The new definition of interface specifications would be a subset of form, fit, and function data or software and would merely describe an interface.

License Rights

Expect significant changes to the existing DFARS licensing framework for commercial and non-commercial technical data and computer software, as well as Small Business Innovation Research rights. A few key points include:

  • The government would have unrestricted and unlimited rights to form, fit, and function data and software, respectively, even in connection with commercial computer software.
  • The government would have a negotiable five-year government purpose rights license to interface implementation data and software that were developed at private expense. After the negotiated period, the government would have extensive use and disclosure rights.
  • For these new and revised rights in computer software or technical data developed at exclusively private expense, the proposed regulations would leave room for negotiating appropriate and reasonable compensation.
  • The proposed changes would also revise the definitions of “limited rights” and “restricted rights” to allow for disclosure outside the government in certain circumstances.

Asserting Rights Restrictions

DoD’s protocols for asserting restrictions on rights for developments at private expense—either exclusively private or partially with government funds—would be revised to include some of the newly defined terms and a method for defense innovation companies to articulate any modular system interfaces.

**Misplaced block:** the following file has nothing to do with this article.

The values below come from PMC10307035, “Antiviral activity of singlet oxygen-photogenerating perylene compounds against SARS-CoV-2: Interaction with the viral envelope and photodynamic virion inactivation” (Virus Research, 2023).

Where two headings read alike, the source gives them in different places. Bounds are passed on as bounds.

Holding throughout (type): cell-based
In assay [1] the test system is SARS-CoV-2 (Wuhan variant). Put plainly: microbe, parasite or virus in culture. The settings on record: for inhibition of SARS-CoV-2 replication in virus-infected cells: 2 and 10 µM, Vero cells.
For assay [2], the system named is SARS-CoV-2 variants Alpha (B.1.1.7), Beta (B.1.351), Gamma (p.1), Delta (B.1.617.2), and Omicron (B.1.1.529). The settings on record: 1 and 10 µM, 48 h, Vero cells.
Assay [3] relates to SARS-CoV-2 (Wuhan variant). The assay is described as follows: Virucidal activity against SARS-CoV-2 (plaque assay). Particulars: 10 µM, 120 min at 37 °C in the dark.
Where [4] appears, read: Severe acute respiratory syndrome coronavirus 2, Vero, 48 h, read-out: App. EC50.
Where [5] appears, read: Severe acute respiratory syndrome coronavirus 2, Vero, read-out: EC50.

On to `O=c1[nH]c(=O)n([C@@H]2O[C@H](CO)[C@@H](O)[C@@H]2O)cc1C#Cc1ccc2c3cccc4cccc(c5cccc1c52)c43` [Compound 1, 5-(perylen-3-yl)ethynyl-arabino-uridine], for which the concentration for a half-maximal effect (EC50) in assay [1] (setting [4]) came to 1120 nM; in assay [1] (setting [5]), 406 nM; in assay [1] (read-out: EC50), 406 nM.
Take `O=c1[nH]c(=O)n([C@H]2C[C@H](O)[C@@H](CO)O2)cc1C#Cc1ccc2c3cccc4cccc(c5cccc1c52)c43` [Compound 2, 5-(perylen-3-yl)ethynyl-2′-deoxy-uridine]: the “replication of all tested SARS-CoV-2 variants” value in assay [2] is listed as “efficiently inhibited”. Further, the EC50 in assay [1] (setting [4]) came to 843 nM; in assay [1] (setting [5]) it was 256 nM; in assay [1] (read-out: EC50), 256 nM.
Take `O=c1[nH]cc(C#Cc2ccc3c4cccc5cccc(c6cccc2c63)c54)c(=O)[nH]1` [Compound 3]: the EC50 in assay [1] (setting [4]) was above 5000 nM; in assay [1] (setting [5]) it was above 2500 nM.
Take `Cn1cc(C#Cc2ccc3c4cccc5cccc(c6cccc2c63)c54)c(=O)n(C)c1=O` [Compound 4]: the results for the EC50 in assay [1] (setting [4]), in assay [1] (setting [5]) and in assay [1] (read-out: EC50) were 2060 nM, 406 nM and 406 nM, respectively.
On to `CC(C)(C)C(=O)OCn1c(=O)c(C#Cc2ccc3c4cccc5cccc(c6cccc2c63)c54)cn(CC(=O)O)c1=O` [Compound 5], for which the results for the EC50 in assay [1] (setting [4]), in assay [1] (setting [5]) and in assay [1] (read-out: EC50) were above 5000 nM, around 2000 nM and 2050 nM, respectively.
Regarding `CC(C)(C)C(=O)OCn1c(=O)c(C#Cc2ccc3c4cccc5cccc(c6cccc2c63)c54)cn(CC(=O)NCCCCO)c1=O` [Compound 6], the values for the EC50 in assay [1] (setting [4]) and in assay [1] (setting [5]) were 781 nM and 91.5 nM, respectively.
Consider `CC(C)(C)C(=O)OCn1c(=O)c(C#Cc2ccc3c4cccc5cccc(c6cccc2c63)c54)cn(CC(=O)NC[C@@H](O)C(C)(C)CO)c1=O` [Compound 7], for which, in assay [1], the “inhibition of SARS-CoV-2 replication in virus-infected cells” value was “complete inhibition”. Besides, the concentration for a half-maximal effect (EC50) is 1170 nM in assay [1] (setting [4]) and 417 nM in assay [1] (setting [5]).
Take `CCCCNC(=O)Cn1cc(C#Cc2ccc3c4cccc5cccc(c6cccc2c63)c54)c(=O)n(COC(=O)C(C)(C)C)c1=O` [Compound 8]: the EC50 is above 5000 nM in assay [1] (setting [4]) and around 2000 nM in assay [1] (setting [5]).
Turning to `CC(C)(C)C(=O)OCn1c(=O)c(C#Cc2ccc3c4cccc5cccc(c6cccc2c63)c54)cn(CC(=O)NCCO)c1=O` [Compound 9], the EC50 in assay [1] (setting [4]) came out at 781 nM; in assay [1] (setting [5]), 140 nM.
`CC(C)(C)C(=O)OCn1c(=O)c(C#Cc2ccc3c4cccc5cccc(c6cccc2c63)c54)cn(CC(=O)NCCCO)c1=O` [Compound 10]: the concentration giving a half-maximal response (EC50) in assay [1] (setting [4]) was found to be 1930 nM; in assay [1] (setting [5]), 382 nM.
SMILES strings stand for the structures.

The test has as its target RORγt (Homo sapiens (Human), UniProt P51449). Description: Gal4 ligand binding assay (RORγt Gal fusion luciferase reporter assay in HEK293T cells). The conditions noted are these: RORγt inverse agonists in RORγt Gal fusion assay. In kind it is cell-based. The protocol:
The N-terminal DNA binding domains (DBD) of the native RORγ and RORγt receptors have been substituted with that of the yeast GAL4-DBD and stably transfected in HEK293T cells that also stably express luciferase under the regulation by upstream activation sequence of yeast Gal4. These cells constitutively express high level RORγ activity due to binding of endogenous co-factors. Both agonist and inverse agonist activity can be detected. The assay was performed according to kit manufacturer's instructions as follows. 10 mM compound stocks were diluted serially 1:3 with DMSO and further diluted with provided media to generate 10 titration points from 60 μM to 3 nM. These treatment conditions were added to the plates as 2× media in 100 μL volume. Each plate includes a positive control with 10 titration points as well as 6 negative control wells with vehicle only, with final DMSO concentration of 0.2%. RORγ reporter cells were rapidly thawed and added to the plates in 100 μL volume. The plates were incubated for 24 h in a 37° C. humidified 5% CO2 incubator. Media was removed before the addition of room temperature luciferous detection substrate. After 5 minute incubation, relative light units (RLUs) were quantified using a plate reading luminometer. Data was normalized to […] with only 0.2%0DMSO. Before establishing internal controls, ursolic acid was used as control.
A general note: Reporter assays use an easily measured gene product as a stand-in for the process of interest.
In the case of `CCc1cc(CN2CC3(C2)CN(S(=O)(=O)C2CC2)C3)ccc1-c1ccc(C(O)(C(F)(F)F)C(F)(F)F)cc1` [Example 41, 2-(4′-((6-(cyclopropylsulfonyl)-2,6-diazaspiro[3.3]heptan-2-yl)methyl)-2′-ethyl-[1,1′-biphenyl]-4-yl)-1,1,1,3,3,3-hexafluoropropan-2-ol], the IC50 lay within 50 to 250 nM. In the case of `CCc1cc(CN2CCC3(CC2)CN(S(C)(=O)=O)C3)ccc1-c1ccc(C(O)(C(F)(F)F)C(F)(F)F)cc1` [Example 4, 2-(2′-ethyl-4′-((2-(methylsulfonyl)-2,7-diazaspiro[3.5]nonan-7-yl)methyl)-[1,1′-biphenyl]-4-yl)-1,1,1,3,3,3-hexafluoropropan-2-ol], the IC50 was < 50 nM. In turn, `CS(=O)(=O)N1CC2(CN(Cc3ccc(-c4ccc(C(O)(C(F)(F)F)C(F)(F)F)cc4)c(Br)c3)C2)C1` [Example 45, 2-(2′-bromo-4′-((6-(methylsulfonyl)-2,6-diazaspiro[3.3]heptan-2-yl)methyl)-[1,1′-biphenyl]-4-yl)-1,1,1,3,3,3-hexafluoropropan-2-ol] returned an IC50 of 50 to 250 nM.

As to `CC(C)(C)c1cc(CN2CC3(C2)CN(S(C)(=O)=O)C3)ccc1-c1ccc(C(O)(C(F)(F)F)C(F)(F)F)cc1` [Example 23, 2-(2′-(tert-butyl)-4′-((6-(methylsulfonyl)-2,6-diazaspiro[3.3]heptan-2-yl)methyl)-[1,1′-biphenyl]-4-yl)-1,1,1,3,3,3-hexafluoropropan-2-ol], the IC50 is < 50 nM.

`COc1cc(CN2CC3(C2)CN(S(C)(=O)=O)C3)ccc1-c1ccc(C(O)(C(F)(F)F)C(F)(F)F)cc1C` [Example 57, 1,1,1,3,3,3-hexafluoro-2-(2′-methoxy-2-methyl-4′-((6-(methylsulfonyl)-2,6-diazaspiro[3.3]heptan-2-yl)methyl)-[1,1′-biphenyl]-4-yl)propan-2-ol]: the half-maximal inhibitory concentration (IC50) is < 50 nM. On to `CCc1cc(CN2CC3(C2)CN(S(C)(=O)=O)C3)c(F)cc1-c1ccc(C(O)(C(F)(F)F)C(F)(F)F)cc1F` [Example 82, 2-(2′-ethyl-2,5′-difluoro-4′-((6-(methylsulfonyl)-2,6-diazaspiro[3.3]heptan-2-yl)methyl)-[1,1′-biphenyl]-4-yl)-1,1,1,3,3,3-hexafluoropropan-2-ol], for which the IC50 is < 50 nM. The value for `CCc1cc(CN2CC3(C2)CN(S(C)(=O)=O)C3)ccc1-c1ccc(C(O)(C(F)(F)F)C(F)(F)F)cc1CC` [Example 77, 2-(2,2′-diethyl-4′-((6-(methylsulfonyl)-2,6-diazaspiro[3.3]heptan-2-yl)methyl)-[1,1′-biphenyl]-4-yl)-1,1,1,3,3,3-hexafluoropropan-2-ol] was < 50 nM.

For technical data, the proposed revisions also indicate that a decision by DoD or a determination by a contracting officer to not challenge a restrictive marking or asserted restriction will not foreclose DoD from requiring delivery of that technical data.

Considerations for Defense Innovation Companies

  • Understand the new definitions and license rights.
  • Adopt a “modularity by design” product development approach including factoring widely supported, consensus-based interoperability standards and industry standards.
  • To facilitate responding to solicitations, proactively identify and document form, fit, function data and software, as well as interface implementation data and software.
  • Update product documentation along with commercial terms to reflect DoD’s expected license grants.
  • Plan to negotiate which developments fall within the meaning of the defined terms, the level of modularity, the amount of data and code needed for interfaces, and possibly royalties and compensation.
  • Re-train teams on marking technical data and computer software being delivered to DoD agencies.
  • Consider the impact of the MOSA changes to existing components and software being provided to DoD. Anticipate bilateral contract modifications.
  • Don’t forget to factor in the MOSA terms when subcontracting.


DFARS Case 2021-D005.pdf

DFARS Case 2019–D044.pdf